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The distinctive shape of tortellini
Alternative name(s) Belly button
Place of origin Italy
Region or state Emilia
Type Pasta, Dumplings
Variations Tortelloni

Tortellini are ring-shaped pasta, sometimes also described as "navel shaped", hence their alternative name of "belly button" (ombelico).[1] They are typically stuffed with a mix of meat (pork loin, prosciutto) or cheese. Originally from the Italian region of Emilia (in particular Bologna and Modena), they are usually served in broth, either of beef, chicken, or both.[2]

Packed, refrigerated or frozen, tortellini and tortelloni (similar but larger, with cheese and/or vegetable stuffing) appear in many locations around the world, especially where there are large Italian communities. Tortellini and tortelloni are made in European industrial lines supplying markets in Europe and further afield. "Fresh" packed tortellini usually have 7 weeks of shelf-life.


The origin of tortellini is obscure although many legends lay claim to the origins of it. A strong local tradition has it that this dish was born in Castelfranco Emilia (province of Modena).[3] One night during a trip, Lucrezia Borgia stayed at an inn in the small town and during the night the host became so captivated by Lucrezia's beauty that he could not resist the urge to peek into her room through the keyhole. The bedroom was lit by only a few candles, and so he could barely see her navel. This pure and innocent vision was enough to send him into an ecstasy that inspired him to create the tortellini that night.

Tortellini of Modena.

Another legend, distinct but similar in theme, originated in medieval Italy and tells how Venus and Jupiter arrived at a tavern on the outskirts of Bologna one night, weary from their involvement in a battle between Modena and Bologna.[3] After much food and drink, they shared a room. The innkeeper, captivated by the two, followed them and peeked through the keyhole. All he could see was Venus's navel. Spellbound, he rushed to the kitchen and created tortellini in its image.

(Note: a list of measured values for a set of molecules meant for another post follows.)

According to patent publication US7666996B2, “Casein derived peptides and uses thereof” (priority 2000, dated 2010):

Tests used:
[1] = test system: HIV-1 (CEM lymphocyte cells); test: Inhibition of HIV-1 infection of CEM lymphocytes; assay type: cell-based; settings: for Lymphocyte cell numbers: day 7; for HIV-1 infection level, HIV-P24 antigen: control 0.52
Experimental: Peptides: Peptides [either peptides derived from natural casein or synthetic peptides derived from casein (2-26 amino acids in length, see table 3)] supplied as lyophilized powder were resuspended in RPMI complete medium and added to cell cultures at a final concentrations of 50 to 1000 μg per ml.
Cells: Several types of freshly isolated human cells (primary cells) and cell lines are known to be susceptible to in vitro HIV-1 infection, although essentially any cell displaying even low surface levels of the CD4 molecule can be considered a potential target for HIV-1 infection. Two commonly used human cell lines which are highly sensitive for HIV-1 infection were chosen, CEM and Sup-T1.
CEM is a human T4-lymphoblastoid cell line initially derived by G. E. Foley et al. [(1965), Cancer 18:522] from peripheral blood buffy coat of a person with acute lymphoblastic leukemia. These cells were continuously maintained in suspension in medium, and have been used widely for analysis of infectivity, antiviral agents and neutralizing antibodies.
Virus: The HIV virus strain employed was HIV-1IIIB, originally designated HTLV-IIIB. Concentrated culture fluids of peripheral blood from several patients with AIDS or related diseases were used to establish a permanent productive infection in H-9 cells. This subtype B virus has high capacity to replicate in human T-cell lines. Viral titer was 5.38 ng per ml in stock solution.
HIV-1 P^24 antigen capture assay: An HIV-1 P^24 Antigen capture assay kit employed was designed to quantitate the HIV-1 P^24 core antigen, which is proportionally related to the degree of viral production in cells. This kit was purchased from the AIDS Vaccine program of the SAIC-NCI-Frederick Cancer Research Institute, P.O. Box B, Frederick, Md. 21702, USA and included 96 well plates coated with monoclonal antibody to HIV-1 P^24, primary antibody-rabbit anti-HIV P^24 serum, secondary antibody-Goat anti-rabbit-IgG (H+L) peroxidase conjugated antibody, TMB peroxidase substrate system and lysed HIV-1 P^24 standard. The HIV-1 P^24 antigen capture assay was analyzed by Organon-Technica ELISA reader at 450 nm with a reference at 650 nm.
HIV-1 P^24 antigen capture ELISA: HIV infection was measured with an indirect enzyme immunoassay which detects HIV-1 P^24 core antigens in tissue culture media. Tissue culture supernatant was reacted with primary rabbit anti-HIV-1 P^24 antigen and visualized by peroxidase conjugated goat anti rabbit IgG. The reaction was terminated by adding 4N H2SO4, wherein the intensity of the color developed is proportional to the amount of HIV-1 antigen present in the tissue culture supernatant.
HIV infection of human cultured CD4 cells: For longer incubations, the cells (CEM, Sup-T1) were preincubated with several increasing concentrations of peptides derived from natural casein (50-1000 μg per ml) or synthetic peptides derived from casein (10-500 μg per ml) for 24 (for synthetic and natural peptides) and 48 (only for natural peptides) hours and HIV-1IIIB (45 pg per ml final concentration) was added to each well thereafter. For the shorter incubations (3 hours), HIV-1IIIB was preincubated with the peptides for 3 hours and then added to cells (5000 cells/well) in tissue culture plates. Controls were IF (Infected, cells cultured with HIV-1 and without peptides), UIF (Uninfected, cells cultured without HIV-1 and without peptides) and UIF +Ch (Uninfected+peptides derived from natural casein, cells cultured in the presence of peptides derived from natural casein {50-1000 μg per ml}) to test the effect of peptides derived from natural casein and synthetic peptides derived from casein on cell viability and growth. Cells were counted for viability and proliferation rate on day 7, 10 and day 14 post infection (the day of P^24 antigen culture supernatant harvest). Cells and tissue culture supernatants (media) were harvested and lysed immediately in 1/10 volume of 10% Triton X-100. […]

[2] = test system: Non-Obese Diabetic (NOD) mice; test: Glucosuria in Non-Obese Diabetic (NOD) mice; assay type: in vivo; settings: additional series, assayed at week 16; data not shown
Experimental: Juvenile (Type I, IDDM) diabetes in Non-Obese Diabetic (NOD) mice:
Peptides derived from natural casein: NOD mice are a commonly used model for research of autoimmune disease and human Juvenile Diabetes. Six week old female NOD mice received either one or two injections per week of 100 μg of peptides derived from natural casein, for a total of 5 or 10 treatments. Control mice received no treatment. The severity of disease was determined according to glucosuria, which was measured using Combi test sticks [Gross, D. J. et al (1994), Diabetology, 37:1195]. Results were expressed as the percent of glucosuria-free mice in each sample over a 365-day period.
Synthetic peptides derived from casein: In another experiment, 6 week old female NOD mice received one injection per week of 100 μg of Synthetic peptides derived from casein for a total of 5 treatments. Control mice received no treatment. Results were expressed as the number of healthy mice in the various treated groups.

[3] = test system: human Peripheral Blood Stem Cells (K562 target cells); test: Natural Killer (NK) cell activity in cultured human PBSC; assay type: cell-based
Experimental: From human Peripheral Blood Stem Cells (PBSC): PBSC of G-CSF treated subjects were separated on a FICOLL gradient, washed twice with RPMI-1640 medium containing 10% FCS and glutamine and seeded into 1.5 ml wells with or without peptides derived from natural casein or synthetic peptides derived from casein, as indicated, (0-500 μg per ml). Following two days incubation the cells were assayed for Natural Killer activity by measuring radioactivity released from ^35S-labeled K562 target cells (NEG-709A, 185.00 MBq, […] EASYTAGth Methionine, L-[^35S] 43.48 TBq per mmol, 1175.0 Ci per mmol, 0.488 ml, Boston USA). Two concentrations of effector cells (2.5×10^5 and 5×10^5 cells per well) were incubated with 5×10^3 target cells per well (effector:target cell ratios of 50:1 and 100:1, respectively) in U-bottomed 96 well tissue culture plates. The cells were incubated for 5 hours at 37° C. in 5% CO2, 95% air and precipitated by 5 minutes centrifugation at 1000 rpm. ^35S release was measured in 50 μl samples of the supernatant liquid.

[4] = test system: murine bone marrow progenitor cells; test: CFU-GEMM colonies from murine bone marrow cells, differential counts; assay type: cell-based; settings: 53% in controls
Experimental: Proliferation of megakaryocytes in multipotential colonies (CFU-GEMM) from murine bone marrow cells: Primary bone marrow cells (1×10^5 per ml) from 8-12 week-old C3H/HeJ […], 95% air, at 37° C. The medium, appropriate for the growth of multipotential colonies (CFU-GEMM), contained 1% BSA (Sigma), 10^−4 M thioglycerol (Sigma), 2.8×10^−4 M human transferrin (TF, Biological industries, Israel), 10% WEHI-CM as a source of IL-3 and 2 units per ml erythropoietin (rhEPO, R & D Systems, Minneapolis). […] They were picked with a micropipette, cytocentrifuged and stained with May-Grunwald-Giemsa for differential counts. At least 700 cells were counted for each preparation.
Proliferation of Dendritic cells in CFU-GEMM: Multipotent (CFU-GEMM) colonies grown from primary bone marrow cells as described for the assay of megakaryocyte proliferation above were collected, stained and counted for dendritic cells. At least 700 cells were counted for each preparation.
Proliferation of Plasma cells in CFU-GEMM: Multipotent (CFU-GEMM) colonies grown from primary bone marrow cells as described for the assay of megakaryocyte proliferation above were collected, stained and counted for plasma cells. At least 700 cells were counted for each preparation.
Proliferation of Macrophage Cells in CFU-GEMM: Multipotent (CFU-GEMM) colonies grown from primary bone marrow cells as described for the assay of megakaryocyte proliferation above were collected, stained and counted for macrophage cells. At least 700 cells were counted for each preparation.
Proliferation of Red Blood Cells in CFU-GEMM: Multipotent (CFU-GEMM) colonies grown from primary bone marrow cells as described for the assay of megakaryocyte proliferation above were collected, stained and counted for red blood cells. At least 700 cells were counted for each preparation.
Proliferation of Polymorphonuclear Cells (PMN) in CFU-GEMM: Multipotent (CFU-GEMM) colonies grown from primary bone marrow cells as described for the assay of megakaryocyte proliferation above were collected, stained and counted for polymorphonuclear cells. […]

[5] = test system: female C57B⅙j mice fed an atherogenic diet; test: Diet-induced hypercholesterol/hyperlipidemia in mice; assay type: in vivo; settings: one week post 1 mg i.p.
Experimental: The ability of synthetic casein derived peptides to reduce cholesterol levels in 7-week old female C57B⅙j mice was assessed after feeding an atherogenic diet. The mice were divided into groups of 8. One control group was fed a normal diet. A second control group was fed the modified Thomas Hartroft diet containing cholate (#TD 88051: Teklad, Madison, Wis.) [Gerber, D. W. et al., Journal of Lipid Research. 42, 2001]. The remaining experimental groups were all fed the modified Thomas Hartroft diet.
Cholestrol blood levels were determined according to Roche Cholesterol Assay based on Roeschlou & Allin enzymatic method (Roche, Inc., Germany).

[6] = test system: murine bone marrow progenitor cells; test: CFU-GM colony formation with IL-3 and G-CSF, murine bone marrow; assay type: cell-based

Tortellini in broth.

Finally, a third explanation claims that the tortellini reproduce the shape of a turtle in an effort to replicate the famous architectural features of Modena, where many 17th-century buildings allude to the turtle motif.[3]

Comparison to tortelloni

Tortelloni is pasta in the same shape, but larger, typically 5 g, vs. 2 g for tortellini.[4] Although either can be filled with a wide variety of foods, meat-based filling is less common in tortelloni. Tortellini may be served with sauce or in a broth; tortelloni are rarely served in a broth.

Nutrition Data

Tortellini pasta, with cheese filling, fresh-refrigerated, as purchased

Nutrient Unit 1 Value per 100g Amount per 0.75 cup (81g)
Calories 307 249
Water g 30.50 24.70
Protein g 13.50 10.94
Total lipid (fat) g 7.23 5.86
Carbohydrate, by difference g 47.00 38.07
Fiber, total dietary g 1.9 1.5
Sugars, total g 0.95 0.77



  1. The Oxford Companion to Italian Food by Gillian Riley
  2. Official "Order of the Tortellino" Recipe for Tortellini
  3. 3.0 3.1 3.2 "Mushroom and Mozzarella Tortellini". Ang Sarap. Retrieved 18 February 2012.<templatestyles src="Module:Citation/CS1/styles.css"></templatestyles>
  4. Barilla US (manufacturer) FAQ
  5. "Tortellini Nutrition data". USDA. USDA. Retrieved 30 September 2015.<templatestyles src="Module:Citation/CS1/styles.css"></templatestyles>

External links